There are many effects of stress on the brain, so I will focus on just a couple of examples of stress and brain function.
In normal functioning, the body would send glucose to the brain for energy so the brain cells have fuel for normal functioning. According to Robert Sapolsky in Why Zebras Don’t Get Ulcers, in prolonged stress, the amount of glucose sent to the brain drops by 25%. This makes it harder for the brain cells to function normally, and in particular it decreases their capacity to respond in times of neurological crisis, such as decreased oxygen supplies and other issues that can arise associated with stress. In effect you have a less resilient brain that is more susceptible to problems.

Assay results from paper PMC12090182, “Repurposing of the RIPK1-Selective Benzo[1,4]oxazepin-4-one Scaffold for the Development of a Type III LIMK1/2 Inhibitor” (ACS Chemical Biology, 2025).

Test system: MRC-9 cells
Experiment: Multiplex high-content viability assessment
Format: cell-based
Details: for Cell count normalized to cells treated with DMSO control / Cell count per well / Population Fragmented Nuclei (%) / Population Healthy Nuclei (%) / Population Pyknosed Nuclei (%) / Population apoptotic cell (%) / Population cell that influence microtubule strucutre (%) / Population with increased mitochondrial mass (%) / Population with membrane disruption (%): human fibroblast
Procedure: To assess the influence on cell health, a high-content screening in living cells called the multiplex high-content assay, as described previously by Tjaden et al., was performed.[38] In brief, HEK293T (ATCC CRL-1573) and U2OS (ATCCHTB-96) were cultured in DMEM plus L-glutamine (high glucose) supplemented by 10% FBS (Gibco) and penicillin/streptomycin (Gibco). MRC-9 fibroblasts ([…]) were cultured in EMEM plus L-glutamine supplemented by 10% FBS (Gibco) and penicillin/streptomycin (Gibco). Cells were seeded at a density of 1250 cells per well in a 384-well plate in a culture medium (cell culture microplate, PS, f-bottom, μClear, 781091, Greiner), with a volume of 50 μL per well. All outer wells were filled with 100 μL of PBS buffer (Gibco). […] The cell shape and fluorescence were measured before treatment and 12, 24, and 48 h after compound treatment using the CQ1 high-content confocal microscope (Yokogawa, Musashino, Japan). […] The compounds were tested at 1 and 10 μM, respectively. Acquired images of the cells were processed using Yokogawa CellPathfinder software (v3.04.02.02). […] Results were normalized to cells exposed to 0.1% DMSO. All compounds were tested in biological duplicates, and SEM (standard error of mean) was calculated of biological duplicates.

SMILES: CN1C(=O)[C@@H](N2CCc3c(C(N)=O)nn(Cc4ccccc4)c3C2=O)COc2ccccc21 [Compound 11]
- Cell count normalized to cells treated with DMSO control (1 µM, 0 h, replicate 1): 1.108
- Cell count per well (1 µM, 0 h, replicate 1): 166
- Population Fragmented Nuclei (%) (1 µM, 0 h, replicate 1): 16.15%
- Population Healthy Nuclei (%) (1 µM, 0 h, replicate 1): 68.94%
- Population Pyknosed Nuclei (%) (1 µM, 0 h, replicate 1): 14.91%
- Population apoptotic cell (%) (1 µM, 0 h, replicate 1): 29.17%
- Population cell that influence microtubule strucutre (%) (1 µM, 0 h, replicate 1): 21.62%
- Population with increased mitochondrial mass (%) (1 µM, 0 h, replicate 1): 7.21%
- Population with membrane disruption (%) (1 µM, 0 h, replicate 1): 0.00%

An additional effect is that, in fight or flight, blood flows only to one side of the brain, and brain function becomes one-sided. In normal functioning the two sides of the brain would constantly be working together to process information, each side picking up different and complementary pieces of information. For accurate information processing, the hemispheres of the brain would work together. One side dominance has an impact on comprehension, information processing and response, learning, and normal, healthy body functioning.
In the parasympathetic nervous system state, glucose transfer to the brain is able to return to normal, and blood flow is restored to both sides of the brain.